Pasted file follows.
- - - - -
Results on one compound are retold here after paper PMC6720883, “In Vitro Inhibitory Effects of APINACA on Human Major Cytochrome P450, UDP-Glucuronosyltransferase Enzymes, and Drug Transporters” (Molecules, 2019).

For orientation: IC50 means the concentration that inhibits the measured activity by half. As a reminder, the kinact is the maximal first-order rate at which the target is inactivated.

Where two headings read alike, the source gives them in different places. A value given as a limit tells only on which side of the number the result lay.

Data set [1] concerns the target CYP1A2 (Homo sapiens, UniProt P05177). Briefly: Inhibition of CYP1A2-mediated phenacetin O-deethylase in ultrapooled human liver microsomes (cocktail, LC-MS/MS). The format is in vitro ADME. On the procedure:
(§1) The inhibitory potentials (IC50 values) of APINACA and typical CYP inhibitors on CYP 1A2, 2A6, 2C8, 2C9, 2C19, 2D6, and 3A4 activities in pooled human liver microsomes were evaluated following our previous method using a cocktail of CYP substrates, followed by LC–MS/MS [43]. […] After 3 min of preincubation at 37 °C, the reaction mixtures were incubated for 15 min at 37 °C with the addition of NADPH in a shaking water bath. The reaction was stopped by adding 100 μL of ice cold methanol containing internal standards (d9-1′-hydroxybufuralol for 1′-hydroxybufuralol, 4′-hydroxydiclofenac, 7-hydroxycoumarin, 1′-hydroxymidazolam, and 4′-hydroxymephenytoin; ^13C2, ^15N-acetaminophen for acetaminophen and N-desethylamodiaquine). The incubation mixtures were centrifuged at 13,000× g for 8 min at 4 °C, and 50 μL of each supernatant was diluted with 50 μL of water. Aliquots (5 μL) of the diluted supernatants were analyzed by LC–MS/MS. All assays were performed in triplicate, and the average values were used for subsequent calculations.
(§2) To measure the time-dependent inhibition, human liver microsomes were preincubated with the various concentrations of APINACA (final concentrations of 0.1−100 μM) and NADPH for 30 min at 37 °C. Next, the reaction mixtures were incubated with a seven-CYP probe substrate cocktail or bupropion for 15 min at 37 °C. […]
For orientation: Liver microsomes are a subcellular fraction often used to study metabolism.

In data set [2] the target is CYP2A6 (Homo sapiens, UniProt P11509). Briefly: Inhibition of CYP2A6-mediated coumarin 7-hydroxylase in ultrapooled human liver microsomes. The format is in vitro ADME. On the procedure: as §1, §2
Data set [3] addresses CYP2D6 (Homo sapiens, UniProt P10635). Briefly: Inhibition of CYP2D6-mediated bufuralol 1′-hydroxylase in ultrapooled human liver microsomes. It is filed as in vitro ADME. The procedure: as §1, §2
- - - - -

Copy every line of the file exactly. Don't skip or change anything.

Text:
Results on one compound are retold here after paper PMC6720883, “In Vitro Inhibitory Effects of APINACA on Human Major Cytochrome P450, UDP-Glucuronosyltransferase Enzymes, and Drug Transporters” (Molecules, 2019).

For orientation: IC50 means the concentration that inhibits the measured activity by half. As a reminder, the kinact is the maximal first-order rate at which the target is inactivated.

Where two headings read alike, the source gives them in different places. A value given as a limit tells only on which side of the number the result lay.

Data set [1] concerns the target CYP1A2 (Homo sapiens, UniProt P05177). Briefly: Inhibition of CYP1A2-mediated phenacetin O-deethylase in ultrapooled human liver microsomes (cocktail, LC-MS/MS). The format is in vitro ADME. On the procedure:
(§1) The inhibitory potentials (IC50 values) of APINACA and typical CYP inhibitors on CYP 1A2, 2A6, 2C8, 2C9, 2C19, 2D6, and 3A4 activities in pooled human liver microsomes were evaluated following our previous method using a cocktail of CYP substrates, followed by LC–MS/MS [43]. […] After 3 min of preincubation at 37 °C, the reaction mixtures were incubated for 15 min at 37 °C with the addition of NADPH in a shaking water bath. The reaction was stopped by adding 100 μL of ice cold methanol containing internal standards (d9-1′-hydroxybufuralol for 1′-hydroxybufuralol, 4′-hydroxydiclofenac, 7-hydroxycoumarin, 1′-hydroxymidazolam, and 4′-hydroxymephenytoin; ^13C2, ^15N-acetaminophen for acetaminophen and N-desethylamodiaquine). The incubation mixtures were centrifuged at 13,000× g for 8 min at 4 °C, and 50 μL of each supernatant was diluted with 50 μL of water. Aliquots (5 μL) of the diluted supernatants were analyzed by LC–MS/MS. All assays were performed in triplicate, and the average values were used for subsequent calculations.
(§2) To measure the time-dependent inhibition, human liver microsomes were preincubated with the various concentrations of APINACA (final concentrations of 0.1−100 μM) and NADPH for 30 min at 37 °C. Next, the reaction mixtures were incubated with a seven-CYP probe substrate cocktail or bupropion for 15 min at 37 °C. […]
For orientation: Liver microsomes are a subcellular fraction often used to study metabolism.

In data set [2] the target is CYP2A6 (Homo sapiens, UniProt P11509). Briefly: Inhibition of CYP2A6-mediated coumarin 7-hydroxylase in ultrapooled human liver microsomes. The format is in vitro ADME. On the procedure: as §1, §2
Data set [3] addresses CYP2D6 (Homo sapiens, UniProt P10635). Briefly: Inhibition of CYP2D6-mediated bufuralol 1′-hydroxylase in ultrapooled human liver microsomes. It is filed as in vitro ADME. The procedure: as §1, §2